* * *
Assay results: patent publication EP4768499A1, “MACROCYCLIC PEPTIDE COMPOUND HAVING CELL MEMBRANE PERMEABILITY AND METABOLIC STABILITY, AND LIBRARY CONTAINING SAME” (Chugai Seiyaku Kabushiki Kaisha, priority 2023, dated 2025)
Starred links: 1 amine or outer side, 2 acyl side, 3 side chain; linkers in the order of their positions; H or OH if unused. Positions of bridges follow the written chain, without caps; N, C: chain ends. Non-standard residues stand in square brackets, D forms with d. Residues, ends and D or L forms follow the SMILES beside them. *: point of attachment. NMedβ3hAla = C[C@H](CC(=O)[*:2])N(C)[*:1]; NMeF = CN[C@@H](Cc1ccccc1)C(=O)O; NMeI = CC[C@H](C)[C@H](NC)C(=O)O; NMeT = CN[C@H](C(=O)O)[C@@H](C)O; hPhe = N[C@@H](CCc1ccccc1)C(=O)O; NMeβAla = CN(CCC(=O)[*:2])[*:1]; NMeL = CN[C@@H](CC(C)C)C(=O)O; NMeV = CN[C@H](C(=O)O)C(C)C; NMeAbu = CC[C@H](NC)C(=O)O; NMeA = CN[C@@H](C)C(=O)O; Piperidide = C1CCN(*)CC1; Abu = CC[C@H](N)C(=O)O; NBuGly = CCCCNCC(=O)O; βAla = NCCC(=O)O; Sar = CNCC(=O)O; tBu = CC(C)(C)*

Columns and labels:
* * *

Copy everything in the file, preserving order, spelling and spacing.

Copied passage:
Assay results: patent publication EP4768499A1, “MACROCYCLIC PEPTIDE COMPOUND HAVING CELL MEMBRANE PERMEABILITY AND METABOLIC STABILITY, AND LIBRARY CONTAINING SAME” (Chugai Seiyaku Kabushiki Kaisha, priority 2023, dated 2025)
Starred links: 1 amine or outer side, 2 acyl side, 3 side chain; linkers in the order of their positions; H or OH if unused. Positions of bridges follow the written chain, without caps; N, C: chain ends. Non-standard residues stand in square brackets, D forms with d. Residues, ends and D or L forms follow the SMILES beside them. *: point of attachment. NMedβ3hAla = C[C@H](CC(=O)[*:2])N(C)[*:1]; NMeF = CN[C@@H](Cc1ccccc1)C(=O)O; NMeI = CC[C@H](C)[C@H](NC)C(=O)O; NMeT = CN[C@H](C(=O)O)[C@@H](C)O; hPhe = N[C@@H](CCc1ccccc1)C(=O)O; NMeβAla = CN(CCC(=O)[*:2])[*:1]; NMeL = CN[C@@H](CC(C)C)C(=O)O; NMeV = CN[C@H](C(=O)O)C(C)C; NMeAbu = CC[C@H](NC)C(=O)O; NMeA = CN[C@@H](C)C(=O)O; Piperidide = C1CCN(*)CC1; Abu = CC[C@H](N)C(=O)O; NBuGly = CCCCNCC(=O)O; βAla = NCCC(=O)O; Sar = CNCC(=O)O; tBu = CC(C)(C)*

Columns and labels: